June 5th, 2013
Free Press Summer Festival 2013: The Stars Align
Welcome back, friends. No, that’s what you’re supposed to tell us. You see, you’ve missed us quite a bit over the last ten or so months. If you don’t remember, we’re your favorite, independent, Houston arts and culture blog website. Seriously, you told us so yourself. NO TAKE-BACKS! It’s only fitting that we dive right back into the fray with how we started: Free Press Summer Festival.
Things were a lot different back in 2009: we shot the first iteration of FPSF on film (*le gasp*), there was but one place to buy food, paint slip-n-slides were all the rage, Fancy Pants passes were $40, local acts took the stage because national acts weren’t taking chances, etc. Our little, Houston summer festival has grown up. Yes, “our.” More than anything else, the thing that strikes home the most walking through Eleanor Tinsley Park during two days of music and food and drinks is that the festival is uniquely Houston; embracing the city, embraced by the city.
Some of the local flair is gone. Through five years of organization bands with Houston roots are less a part of the proceedings and Washington/Montrose food trucks have found different parking, though Anvil found representation. Admittedly, I miss those local elements left behind, but if you were willing to get out there early, you had your fair share of 11:00AM, H-town rock and let’s not overlook the much-anticipated Geto Boys (minus Bushwick Bill) reunion underneath the gaze of downtown.
Houston is much more popularly renowned for the hip hop scene anyway. You know what? I’m completely fine with that. There are plenty of nights to be spent at Fitzgerald’s and Walter’s and Avant Garden with mandolins, steel guitars and Houston’s indie brass, but I can’t tell you the next time seeing a Paul Wall date is going to inspire me. Why not once a year at Free Press Summer Festival? The surprise cameo by Bun B (a FPSF staple at this point) during the set performed by Macklemore was more exciting than I would have imagined… along with the “Thrift Shop” artist wearing a Drexler jersey, albeit from his days in Portland. Honestly, it was one of my favorite moments altogether.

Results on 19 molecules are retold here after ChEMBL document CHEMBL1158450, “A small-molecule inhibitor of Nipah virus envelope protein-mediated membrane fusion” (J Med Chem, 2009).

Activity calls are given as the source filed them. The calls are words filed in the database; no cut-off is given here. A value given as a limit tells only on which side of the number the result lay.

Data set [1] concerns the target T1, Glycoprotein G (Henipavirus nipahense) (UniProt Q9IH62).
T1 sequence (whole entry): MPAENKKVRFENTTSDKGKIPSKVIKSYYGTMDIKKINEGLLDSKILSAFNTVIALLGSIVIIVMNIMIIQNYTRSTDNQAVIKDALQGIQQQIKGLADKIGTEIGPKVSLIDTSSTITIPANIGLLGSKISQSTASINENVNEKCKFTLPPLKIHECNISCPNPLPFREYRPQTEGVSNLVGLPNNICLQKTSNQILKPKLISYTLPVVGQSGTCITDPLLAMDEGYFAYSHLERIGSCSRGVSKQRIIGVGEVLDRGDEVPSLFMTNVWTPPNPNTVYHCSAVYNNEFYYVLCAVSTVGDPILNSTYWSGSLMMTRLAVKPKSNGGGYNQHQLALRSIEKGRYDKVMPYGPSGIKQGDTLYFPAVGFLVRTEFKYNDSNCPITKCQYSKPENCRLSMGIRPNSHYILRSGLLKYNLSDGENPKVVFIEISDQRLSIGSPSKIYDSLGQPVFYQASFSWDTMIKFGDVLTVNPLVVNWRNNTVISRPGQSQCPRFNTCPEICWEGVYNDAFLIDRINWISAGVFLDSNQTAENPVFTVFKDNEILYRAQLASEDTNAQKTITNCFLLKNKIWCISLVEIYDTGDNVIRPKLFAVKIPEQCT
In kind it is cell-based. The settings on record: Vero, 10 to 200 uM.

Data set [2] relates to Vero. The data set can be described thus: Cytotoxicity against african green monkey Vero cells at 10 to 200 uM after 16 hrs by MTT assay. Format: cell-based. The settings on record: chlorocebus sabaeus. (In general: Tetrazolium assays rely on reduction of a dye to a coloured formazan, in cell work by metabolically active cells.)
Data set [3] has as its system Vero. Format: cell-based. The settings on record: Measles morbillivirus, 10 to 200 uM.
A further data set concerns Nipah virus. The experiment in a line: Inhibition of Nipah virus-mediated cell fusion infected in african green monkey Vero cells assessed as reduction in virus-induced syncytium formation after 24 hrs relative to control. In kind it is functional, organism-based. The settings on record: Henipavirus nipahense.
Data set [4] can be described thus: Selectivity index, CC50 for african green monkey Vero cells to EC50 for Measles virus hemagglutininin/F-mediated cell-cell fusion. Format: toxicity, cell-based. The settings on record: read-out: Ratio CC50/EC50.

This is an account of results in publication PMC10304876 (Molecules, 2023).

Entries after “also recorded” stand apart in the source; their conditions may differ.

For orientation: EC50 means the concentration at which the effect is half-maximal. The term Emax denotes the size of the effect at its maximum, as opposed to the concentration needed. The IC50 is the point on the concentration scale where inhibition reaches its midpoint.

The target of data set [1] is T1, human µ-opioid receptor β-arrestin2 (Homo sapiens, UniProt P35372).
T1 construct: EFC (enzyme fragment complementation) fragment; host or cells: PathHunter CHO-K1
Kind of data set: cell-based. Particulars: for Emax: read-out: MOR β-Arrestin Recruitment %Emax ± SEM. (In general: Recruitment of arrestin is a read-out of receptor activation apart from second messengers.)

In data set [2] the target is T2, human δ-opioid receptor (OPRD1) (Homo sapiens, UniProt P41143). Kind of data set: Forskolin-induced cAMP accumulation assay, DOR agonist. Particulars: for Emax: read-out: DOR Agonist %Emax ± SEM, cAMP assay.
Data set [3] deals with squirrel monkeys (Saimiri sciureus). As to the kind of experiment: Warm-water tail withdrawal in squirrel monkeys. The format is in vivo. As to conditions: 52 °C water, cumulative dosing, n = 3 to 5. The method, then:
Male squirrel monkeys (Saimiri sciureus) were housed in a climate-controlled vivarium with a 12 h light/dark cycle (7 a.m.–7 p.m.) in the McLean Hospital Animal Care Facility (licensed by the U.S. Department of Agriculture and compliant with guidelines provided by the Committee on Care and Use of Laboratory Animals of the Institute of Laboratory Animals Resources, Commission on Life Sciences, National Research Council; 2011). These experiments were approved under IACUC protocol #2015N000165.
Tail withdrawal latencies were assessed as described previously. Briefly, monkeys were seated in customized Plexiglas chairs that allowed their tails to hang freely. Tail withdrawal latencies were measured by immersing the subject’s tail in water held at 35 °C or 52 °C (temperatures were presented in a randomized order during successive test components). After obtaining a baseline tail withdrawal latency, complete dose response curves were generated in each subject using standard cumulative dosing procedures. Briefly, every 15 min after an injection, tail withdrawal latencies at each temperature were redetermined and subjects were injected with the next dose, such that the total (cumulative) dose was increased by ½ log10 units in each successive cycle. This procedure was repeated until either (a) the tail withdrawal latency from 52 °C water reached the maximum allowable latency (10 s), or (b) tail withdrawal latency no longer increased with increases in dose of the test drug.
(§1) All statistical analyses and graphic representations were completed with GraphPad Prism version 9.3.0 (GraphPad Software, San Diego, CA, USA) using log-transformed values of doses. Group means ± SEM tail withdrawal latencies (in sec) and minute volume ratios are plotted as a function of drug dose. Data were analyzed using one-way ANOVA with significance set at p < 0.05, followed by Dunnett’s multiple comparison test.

Taking in the moment was what it was all about for me this year. It felt nice being able to wander the grounds as a by-stander; special, green press wristband not withstanding. The only two sets that felt “unmissable” were those of Dawes and Geto Boys. My camera found use exactly one time (so, let’s all count ourselves lucky for the inset photography of Alexander). Out of all the shows that I caught, I can’t say a single one was weak-to-terrible and there were plenty of surprises.
There haven’t been many complaints voiced to me over the last few days as we all digest the event and recover from the hydration. “A definite B-plus” is what I’ve heard the most–in multiple conversations with myself. The line-up was solid with mid-range star power. The more popular acts were indeed popular, filling up the natural amphitheater and spilling into Allen Parkway, a sight that I may very well have scoffed at in years past. This year I told myself “it’s ok that you’re not “super stoked about Bassnectar, yo” (or whatever it is the kids say these days). The reason being this year felt more like a “festival” more than a string of bands that I needed to see.
The fact of the matter is, FPSF 2013 was enough to get me off of the couch and back in the blogger’s couch front of the Smith Corona. Let’s call this what it is: It’s the return of the mac. What it is. What it does. What it is. What it isn’t. Our tens of fans are definitely meagerly excited about this resurgence. I for one am hoping for another five years of summer music fests to guarantee at least five more articles before our domain registration expires.
One Auxiliary Anecdote: I was in line to grab a beer on day one as I waited for Arctic Monkeys to take the stage. A couple in front of me turned around and asked what my green wristband meant. It told them it was a press pass. They then asked, “oh, is that why it’s called ‘free press summer fest?” No, I assured them, Free Press is one of the free weeklies. “Oh, we’re not from Houston,” they told me, but it would have been oh so great if they had been.